New research echoes those trends. According to a Dec. 2010 report from RNCOS Industry Research Solutions “U.S. Healthcare Sector Forecast to 2012”, national healthcare spending is expected to grow at a compound annual growth rate of around 5 percent during 2010-2013.
The Last Mile: The Role of HPM in Rounding Out the Enterprise Human Resource Management Mission calls on companies to incorporate workforce health into their overall strategy for protecting and developing their human capital resources. This report also explains how HR teams are deploying healthcare performance management (HPM) technology to improve employee health and productivity.
Click here to download a complimentary copy of this Healthcare Performance Management Institute report.
Want to learn more?
Listen to our recent StrategyDriven Editorial Perspective podcast interview with George Pantos, Executive Director of the Healthcare Performance Management Institute during which we discuss how companies can keep their current health plans in light of the recently passed healthcare legislation and under what circumstances they may wish to do so.
“There are costs and risks to a program of action but they are far less than the long range risks and costs of comfortable inaction.”
John F. Kennedy (1917 – 1963)
35th President of the United States
What role do capabilities play in successful mergers?
Too big to fail has proven to be a flawed notion. In Capabilities Roadmapping, Booz & Company partners Gerald Adolph and Paul Leinwand continue their discussion on the role of capabilities in mergers and acquisitions (M&A) and explain why pursuing a capabilities-driven M&A strategy produces more successful companies that enjoy a right to win.
Capabilities Roadmapping is the third of a series of five interviews focusing on capabilities-driven mergers and acquisitions. Other editions include:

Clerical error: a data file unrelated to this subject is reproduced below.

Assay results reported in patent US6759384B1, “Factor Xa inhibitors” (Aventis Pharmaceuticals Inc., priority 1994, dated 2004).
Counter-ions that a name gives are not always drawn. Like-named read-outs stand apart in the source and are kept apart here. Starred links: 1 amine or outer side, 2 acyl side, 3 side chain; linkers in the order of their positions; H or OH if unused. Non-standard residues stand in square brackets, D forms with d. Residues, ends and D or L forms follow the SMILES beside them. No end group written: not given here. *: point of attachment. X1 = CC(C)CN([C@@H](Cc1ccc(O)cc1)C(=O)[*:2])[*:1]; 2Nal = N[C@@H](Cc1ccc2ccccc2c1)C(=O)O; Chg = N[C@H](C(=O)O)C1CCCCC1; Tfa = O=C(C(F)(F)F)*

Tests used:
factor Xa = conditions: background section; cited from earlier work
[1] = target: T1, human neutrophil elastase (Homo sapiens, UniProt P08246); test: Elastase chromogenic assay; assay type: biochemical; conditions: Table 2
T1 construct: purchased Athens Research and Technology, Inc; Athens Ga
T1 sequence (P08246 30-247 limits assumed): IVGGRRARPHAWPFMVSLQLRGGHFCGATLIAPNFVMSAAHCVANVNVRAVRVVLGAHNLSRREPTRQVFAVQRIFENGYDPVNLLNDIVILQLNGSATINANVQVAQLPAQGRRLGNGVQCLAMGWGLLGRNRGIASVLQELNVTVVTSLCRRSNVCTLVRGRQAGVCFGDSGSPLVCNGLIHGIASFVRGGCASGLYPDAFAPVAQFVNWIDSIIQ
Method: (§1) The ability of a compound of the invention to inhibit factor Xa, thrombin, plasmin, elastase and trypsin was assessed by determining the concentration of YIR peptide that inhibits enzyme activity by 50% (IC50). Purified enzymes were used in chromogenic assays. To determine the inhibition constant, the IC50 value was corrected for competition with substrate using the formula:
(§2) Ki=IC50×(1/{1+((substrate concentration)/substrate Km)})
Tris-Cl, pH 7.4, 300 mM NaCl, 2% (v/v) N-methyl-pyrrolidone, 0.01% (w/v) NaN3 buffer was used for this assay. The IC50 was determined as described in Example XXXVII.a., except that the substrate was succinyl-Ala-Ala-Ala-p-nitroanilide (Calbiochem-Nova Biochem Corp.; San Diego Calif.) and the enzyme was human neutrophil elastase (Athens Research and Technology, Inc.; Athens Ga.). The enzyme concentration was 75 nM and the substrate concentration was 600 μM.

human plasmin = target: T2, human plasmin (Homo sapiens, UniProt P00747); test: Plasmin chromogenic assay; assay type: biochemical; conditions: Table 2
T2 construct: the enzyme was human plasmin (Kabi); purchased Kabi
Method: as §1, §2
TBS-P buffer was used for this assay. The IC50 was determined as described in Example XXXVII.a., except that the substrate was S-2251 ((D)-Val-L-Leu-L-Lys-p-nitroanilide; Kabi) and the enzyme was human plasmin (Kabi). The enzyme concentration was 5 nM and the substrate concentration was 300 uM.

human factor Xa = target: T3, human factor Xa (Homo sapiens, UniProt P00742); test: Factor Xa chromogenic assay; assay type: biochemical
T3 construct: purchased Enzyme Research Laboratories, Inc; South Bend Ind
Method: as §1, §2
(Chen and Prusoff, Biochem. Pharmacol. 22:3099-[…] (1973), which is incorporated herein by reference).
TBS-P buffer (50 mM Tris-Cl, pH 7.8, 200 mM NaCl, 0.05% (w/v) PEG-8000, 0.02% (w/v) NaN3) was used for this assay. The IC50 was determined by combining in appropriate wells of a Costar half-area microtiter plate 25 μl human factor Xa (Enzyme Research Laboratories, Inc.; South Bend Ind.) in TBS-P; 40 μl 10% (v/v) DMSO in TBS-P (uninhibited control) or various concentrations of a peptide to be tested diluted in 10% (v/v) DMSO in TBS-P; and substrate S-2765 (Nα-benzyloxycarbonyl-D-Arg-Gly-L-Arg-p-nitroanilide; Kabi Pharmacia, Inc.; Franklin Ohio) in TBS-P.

- The New Meaning of Scale, part 1
- The Path to Coherence, part 2
- Integrating Capabilities, part 4
- Advantaged Capabilities, part 5
About the Authors
Gerald Adolph is a New York-based Senior Partner with Booz & Company with a specialty in strategy and operations for technology-driven businesses. His work primarily focuses on assisting clients with growth strategy, new business development, and industry restructuring. He has led numerous assignments in corporate and portfolio strategy as well as business unit strategy. In addition, he deals with value chain and industry restructuring driven by technology changes, and how companies respond to these disruptions and opportunities. Gerald is the co-author of Merge Ahead: Mastering the Five Enduring Trends of Artful M&A with Justin Pettit. To read Gerald’s complete biography, click here.
Paul Leinwand is a Booz & Company partner based in Chicago. He works in the consumer, media, and digital practice and focuses on capabilities-driven strategy for consumer products companies. Paul is the co-author of The Essential Advantage: How to Win with a Capabilities-Driven Strategy. To read Paul’s complete biography, click here.